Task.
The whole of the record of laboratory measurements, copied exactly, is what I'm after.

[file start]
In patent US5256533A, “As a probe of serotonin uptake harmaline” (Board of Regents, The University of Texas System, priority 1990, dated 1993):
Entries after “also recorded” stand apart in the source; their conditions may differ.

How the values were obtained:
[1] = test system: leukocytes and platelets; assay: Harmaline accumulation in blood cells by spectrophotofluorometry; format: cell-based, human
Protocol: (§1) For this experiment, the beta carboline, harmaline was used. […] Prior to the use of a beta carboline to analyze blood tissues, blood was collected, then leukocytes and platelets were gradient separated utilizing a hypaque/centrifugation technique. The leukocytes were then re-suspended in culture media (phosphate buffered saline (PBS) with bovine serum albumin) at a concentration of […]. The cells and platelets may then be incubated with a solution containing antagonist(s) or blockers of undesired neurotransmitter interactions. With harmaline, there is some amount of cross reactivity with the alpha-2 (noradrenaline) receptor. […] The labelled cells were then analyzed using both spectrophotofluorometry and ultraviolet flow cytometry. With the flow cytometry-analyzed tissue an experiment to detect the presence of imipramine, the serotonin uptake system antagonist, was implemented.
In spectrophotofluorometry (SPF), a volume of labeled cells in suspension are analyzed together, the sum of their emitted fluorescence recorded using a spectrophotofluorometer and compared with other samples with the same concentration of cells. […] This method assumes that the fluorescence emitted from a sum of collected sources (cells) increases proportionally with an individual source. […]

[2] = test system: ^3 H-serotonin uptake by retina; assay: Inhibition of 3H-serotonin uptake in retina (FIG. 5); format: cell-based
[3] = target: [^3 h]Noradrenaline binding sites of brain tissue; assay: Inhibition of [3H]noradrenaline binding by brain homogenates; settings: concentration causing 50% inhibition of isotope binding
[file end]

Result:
In patent US5256533A, “As a probe of serotonin uptake harmaline” (Board of Regents, The University of Texas System, priority 1990, dated 1993):
Entries after “also recorded” stand apart in the source; their conditions may differ.

How the values were obtained:
[1] = test system: leukocytes and platelets; assay: Harmaline accumulation in blood cells by spectrophotofluorometry; format: cell-based, human
Protocol: (§1) For this experiment, the beta carboline, harmaline was used. […] Prior to the use of a beta carboline to analyze blood tissues, blood was collected, then leukocytes and platelets were gradient separated utilizing a hypaque/centrifugation technique. The leukocytes were then re-suspended in culture media (phosphate buffered saline (PBS) with bovine serum albumin) at a concentration of […]. The cells and platelets may then be incubated with a solution containing antagonist(s) or blockers of undesired neurotransmitter interactions. With harmaline, there is some amount of cross reactivity with the alpha-2 (noradrenaline) receptor. […] The labelled cells were then analyzed using both spectrophotofluorometry and ultraviolet flow cytometry. With the flow cytometry-analyzed tissue an experiment to detect the presence of imipramine, the serotonin uptake system antagonist, was implemented.
In spectrophotofluorometry (SPF), a volume of labeled cells in suspension are analyzed together, the sum of their emitted fluorescence recorded using a spectrophotofluorometer and compared with other samples with the same concentration of cells. […] This method assumes that the fluorescence emitted from a sum of collected sources (cells) increases proportionally with an individual source. […]

[2] = test system: ^3 H-serotonin uptake by retina; assay: Inhibition of 3H-serotonin uptake in retina (FIG. 5); format: cell-based
[3] = target: [^3 h]Noradrenaline binding sites of brain tissue; assay: Inhibition of [3H]noradrenaline binding by brain homogenates; settings: concentration causing 50% inhibition of isotope binding